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Interview with Motif Magazine -- June, 2014
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Sage Francis
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Joined: 30 Jun 2002
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Interview with Motif Magazine -- June, 2014  Reply with quote

Q: How does it feel to be back on tour after your hiatus? How are your crowds receiving your new album?

A: It feels great to be back in the saddle, especially in support of a new album. A year ago I had no idea that this is what I'd be doing right now, but I'm very happy it's all turned out this way. The reception for Copper Gone has been ultra positive. A majority of people, fans and contemporaries alike, are telling me that they think this is the best album I've ever done, and that's high praise to me considering how much I've done over the past 15 years. Being that this is the first studio album being released on my own indie label, I definitely felt the pressure to have an album that socked people over the head. And in the bread basket. And in the bean bag.

Q: Where does the title “copper gone” come from? What inspired this album? It seems to be your darkest, most personal yet.

A: It's mainly in reference to houses that get stripped for their scrap metal. There was an abandoned building near where I live that had "Copper Gone" spray painted onto it in an attempt to keep people from breaking into it. It was basically a plea to the people. Like, "Hey…there's nothing left. I've been stripped clean. Stop fucking with me now."

Q: Care to share who you wrote ID about?

A: ID Thieves applies to a lot of people. My answer to that question could vary depending on the era you ask me it and the context in which it's asked. I don't have to name names though. If the shoe fits, the shoe fits.

Q: “Cheat Code” is like an annoyed rant about the state of the hip-hop scene; how do you see the future of real, lyrical, hip-hop?

A: That song is curmudgeon-hop. Haha. I wanted to pull rank on the new wave of emcees who think it's cool to rap like they don't know how to rap. Just for the fun of it. It's fun being the crotchety old guy who can also throw down when he needs to. Old man strength is not to be reckoned with. Really though, there's no danger of "lyrical hip-hop" becoming extinct. Rap is obviously word heavy, so I think it will always attract people who have a command of language. These artists and songs may not be covered by the media, but it will be out there. Same with any other genre. People need to dig to find the good stuff.

Q: I understand you've made quite the accomplishment on the Billboard Top 200 earlier this month. Please explain.

A: Well, "Copper Gone" sold well enough to break into BillBoard's Top 200 albums. It's a big deal for a small, indie label. Big shout out to the Strange Famous Records crew, Redeye distribution, and the fans who showed actual support.

Q: Who did you work with on “Over Under?” The sound captures this playfully dark vibe I’m really loving.

A: A French producer by the name of Le Parasite put together that beat. It was actually submitted as part of a remix contest we held on our website a few years back. I liked the beat so much I asked him if I could keep it on reserve for an original song. The beat for "Uncle Sage" also came about in a similar way. In fact, now that I think of it, a lot of the producers on this record got in touch with me from the remix contests we held at Strange Famous. Crazy how that all worked out.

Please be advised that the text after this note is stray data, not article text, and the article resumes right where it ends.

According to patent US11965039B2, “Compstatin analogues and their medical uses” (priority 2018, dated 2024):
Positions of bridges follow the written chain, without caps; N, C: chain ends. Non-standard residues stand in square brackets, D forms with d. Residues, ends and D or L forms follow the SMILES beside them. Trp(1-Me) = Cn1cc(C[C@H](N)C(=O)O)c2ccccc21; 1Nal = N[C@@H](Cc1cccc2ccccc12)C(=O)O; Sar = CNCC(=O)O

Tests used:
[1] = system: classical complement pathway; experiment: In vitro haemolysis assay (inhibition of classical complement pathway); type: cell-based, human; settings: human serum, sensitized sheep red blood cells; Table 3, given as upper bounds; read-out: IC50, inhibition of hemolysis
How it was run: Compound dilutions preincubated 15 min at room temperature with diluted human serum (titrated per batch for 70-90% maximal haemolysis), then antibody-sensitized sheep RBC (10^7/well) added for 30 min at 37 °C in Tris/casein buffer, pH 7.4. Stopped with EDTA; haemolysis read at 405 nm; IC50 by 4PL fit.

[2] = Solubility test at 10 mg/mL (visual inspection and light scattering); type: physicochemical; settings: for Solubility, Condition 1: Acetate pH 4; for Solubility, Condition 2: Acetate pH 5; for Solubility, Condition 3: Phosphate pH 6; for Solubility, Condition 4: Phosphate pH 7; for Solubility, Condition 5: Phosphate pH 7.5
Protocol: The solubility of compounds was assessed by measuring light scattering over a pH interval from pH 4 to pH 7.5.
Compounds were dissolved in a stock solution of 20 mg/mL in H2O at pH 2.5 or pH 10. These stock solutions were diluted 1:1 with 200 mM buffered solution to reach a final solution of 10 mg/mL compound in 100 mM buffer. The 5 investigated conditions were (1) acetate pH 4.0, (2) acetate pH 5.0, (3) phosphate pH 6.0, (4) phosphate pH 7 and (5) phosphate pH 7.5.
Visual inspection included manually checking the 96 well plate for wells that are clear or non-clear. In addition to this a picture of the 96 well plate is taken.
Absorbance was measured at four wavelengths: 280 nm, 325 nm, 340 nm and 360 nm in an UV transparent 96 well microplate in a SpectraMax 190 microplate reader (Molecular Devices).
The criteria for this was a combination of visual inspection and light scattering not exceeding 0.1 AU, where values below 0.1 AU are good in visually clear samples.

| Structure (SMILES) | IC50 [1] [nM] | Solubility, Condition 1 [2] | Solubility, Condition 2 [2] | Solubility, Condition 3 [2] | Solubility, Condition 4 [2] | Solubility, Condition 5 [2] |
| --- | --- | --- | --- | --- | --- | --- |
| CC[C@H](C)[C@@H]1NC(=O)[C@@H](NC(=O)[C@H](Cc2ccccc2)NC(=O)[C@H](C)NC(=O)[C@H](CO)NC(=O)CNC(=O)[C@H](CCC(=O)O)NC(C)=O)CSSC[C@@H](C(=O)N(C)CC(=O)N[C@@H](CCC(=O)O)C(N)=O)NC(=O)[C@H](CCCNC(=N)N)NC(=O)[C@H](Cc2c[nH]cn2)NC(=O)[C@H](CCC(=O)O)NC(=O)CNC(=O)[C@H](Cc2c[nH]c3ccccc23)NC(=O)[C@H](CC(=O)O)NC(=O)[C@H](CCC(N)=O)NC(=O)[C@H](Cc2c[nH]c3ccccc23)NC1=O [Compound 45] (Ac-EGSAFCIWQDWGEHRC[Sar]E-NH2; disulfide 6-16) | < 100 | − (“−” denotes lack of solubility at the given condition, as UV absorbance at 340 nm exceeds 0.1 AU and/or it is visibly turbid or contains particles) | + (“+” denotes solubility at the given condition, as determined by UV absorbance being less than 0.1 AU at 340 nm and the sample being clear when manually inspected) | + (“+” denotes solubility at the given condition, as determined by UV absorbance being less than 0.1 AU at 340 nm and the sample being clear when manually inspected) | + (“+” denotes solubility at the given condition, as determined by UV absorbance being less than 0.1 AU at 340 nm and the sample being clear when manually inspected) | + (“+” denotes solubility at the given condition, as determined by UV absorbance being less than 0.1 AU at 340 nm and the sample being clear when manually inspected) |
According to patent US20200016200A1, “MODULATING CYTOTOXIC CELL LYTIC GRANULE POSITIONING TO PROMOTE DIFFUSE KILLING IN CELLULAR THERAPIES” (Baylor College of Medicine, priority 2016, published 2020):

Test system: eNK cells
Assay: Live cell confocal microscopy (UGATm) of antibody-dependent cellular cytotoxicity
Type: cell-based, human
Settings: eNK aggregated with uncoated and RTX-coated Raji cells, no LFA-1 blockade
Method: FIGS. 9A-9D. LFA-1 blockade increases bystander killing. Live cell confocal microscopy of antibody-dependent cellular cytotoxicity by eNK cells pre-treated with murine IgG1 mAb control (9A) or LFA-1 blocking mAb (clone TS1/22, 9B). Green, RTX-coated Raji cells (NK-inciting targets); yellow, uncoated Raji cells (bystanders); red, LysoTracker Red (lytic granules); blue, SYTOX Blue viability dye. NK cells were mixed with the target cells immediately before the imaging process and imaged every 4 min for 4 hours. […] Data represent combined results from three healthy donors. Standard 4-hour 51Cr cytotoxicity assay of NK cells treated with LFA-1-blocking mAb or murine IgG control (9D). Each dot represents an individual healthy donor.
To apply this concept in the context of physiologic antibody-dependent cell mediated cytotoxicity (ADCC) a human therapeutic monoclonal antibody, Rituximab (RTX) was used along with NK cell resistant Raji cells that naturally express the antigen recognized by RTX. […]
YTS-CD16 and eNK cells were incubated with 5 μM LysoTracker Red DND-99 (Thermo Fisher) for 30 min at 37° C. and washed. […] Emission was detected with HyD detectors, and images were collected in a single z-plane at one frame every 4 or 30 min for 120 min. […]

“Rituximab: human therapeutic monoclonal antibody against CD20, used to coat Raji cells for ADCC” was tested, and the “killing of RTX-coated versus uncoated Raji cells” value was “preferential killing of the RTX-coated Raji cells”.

Q: Were you trying to send a particular message with Copper Gone? Or would you consider it more autobiographical?

A: No particular message. Several general messages. A few on-the-nose messages as well, just to make sure people pay attention. And, yes, autobiographical in many ways. Sorry I'm not answering you with specifics, but I don't think this really requires a specific answer. I express myself in my own unique way on this album. Different people will derive different messages.

Q: What’s your favorite track...why?

A: I have many favorites. It depends on the day and the mood. We just played our 17th show on this tour and I must say that I never get tired of performing Dead Man's Float. I enjoy the builds and the fall outs along with the vocal accompaniment I get from Lord Grunge and B. Dolan on stage. I'm not sure the crowd knows what's going on with that song, but it feels like they're with me the whole way through.

Q: Has any artist influenced you especially on this project? I caught that Nas lyric at the end of the album.

A: No, not really. I reference many artists throughout the album. Glad you caught head nod to Illmatic. One of my favorite references is the line I use in Grace when I say, "This is not a love ballad." It's reference to a Poor Righteous Teacher's song. I've been meaning to use it for ages and I finally got the opportunity to make a sneaky chorus out of it.

Q: What can fans anticipate for your homecoming on July 4?

A: These shows have been absolutely insane. The last show is going to be emotional as all hell. I know that right now. As much as I'm excited to be back home, I'm not so sure I want to end this particular run. But, yeah, people can expect pure fucking insanity on stage and a finely tuned performance. We're leaving it all out on the stage that night. If people leave that show feeling like it wasn't the best show they've seen in recent years I'd be surprised. This will be one for the books. No doubt. Medical ones especially.
Post Wed Aug 06, 2014 8:34 pm
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